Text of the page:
ALBANY, N.Y. — The lawmakers in the Independent Democratic Conference on Wednesday evening closed ranks behind their embattled leader, Sen. Jeff Klein of the Bronx, after he was accused of forcibly kissing a woman outside of an Albany bar in March 2015.
Klein denied the allegation in a phone conference call with reporters and Sen. Diane Savino just before The Huffington Post published the details the allegation by a former IDC staffer, who spoke on the record with the website.
“We have complete confidence in Senator Klein, and we stand by him,” said the statement released by Sens. David Valesky, Jesse Hamilton, Marisol Alcantara, David Carlucci, Tony Avella and Jose Peralta.
“We understand this is an important moment in our history and we want to continue to encourage women to come forward. However, we know Jeff Klein, and the allegations would be completely out of character for him. He is an longtime champion for women, and for our state.”
Klein is the latest state lawmaker to be accused of inappropriate behavior. Republican former Assemblyman Steve McLaughlin late last year was accused of making an inappropriate comment to a legislative staffer and was sanctioned by the Assembly Ethics Committee. McLaughlin, who denied the comment was made, is now the Rensselaer County executive.
This latest allegation comes amid a national reckoning for powerful men and sexual harassment and abuse. In the lat several months, a range of prominent men in media, politics and entertainment have been accused of inappropriate conduct, forcing their removal from the public spotlight.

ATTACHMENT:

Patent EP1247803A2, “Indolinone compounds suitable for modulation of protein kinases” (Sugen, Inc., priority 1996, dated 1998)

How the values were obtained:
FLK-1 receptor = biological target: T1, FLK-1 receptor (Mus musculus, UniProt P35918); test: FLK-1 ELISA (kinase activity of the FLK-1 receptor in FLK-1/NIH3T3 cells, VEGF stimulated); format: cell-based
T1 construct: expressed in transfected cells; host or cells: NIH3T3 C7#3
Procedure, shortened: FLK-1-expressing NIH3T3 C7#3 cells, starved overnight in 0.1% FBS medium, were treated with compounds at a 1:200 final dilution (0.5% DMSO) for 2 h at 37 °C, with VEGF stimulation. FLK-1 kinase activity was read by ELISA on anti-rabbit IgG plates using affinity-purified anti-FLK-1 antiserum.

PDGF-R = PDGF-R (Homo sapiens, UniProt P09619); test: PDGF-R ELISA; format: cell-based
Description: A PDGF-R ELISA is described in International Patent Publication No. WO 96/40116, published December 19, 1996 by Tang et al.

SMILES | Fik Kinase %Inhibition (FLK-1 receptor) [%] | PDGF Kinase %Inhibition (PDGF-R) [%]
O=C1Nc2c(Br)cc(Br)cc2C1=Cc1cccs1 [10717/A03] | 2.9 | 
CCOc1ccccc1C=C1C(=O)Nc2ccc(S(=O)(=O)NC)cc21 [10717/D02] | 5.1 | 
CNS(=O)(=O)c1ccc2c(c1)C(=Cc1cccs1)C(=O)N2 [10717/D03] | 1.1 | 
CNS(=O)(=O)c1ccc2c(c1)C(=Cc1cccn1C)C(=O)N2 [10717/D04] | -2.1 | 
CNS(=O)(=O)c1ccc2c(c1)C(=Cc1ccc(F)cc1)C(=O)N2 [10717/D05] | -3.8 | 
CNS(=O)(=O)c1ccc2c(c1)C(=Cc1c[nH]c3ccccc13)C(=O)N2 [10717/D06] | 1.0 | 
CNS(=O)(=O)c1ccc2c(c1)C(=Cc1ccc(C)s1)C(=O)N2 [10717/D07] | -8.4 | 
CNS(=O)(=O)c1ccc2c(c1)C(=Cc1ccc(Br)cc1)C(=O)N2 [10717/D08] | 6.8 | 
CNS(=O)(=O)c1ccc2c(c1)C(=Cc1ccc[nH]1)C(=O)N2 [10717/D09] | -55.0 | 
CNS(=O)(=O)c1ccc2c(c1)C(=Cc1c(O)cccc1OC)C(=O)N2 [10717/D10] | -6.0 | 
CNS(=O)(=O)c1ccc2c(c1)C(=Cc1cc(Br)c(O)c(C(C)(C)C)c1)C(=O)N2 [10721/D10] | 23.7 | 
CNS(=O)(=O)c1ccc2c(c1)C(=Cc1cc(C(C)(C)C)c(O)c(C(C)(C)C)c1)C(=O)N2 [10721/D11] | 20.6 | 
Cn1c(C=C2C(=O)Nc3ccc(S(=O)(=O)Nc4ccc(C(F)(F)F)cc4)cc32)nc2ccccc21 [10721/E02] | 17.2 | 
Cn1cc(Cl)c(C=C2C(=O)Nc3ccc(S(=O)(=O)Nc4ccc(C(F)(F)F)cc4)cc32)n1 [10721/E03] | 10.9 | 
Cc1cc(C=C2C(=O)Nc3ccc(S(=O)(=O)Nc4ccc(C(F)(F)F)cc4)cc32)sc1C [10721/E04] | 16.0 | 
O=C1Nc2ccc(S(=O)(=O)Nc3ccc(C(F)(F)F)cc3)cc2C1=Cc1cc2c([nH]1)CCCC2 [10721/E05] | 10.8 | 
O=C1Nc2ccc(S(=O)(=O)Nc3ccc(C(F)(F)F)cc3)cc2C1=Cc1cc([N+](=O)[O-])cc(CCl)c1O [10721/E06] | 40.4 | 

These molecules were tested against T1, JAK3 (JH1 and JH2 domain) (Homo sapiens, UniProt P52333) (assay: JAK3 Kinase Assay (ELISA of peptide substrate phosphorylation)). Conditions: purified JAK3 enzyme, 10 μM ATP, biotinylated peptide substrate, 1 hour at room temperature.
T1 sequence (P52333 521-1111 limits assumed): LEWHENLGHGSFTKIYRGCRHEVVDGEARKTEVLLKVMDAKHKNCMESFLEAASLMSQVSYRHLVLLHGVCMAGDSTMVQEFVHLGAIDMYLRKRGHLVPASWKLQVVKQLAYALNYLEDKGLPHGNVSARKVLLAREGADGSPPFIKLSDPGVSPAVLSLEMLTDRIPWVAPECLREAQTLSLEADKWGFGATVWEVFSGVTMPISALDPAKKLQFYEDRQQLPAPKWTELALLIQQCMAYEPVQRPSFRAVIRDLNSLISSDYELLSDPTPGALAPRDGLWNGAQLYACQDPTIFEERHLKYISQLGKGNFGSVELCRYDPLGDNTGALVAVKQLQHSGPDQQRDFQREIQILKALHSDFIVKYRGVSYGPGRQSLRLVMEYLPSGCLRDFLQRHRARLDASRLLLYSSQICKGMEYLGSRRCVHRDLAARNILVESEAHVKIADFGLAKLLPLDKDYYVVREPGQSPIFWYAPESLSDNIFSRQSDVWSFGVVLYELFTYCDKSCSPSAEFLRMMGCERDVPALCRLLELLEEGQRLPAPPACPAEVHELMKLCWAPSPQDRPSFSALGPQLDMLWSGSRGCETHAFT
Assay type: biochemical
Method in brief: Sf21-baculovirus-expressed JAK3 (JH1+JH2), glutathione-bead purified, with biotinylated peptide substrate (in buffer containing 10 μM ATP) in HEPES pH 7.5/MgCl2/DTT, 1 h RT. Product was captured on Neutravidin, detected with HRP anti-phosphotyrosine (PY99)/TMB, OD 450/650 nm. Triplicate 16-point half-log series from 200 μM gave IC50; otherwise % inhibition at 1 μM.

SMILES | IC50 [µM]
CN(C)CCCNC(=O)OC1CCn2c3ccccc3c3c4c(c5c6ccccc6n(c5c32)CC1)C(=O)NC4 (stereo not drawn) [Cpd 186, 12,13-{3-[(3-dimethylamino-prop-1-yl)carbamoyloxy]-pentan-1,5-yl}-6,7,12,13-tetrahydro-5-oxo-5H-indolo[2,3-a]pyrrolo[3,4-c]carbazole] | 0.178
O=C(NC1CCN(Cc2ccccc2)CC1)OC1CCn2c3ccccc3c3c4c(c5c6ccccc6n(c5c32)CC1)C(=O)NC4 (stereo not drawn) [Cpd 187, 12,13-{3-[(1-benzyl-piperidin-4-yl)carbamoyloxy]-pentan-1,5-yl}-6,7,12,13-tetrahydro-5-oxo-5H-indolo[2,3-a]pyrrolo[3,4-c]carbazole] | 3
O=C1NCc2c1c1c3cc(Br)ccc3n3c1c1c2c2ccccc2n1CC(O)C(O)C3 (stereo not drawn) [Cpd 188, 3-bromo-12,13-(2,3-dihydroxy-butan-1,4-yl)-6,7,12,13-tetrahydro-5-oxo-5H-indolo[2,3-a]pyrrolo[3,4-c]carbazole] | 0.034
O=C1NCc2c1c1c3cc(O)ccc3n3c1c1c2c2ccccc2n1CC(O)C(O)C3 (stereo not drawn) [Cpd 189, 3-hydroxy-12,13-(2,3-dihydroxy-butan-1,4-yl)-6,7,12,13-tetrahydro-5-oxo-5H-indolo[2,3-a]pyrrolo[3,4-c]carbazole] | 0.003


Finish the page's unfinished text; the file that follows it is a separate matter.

Klein, however, insisted Wednesday he would not be stepping aside as the leader of the eight-member conference.
State lawmakers this year and Gov. Andrew Cuomo have called for changes to how the state handles sexual harassment cases; Klein would ostensibly have a role in negotiating those changes.
In a statement, Cuomo on Wednesday night said he supported the call made by Klein and Sen. Liz Krueger for an investigation.
“Every allegation of sexual misconduct must be taken seriously,” Cuomo said. “I agree with Senator Klein and with Senator Krueger that this disturbing situation should be investigated, and I believe it should be done immediately and independently.”
More broadly, a deal in November was struck to unite the IDC and the mainline conference pending the outcome of special elections this spring to fill vacant seats in the Senate. Klein had backed the deal, which is aimed at giving the party a working majority in the chamber and would likely make him co-leader with Minority Leader Andrea Stewart-Cousins.
Stewart-Cousins would be the first woman to lead a legislative majority in Albany.
In a statement, Stewart-Cousins said the investigation should be conduct “outside the Senate.”
“These allegations are extremely disturbing. Too many women are discouraged from coming forward because they fear not being believed and attacked,” she said. “We need to confront sexual assault, harassment and inappropriate workplace behavior head-on and make it clear that it is not acceptable. There needs to be an immediate independent investigation outside the Senate.”
In a Twitter post Thursday morning, Klein’s declared primary opponent Alessandra Biaggi said a “strong response” was necessary amid the defense by Klein’s IDC colleagues.
“The women of New York deserve better. We all deserve better,” she said. “Today, voters in New York have one more reason to decide that Jeff Klein’s time is up.”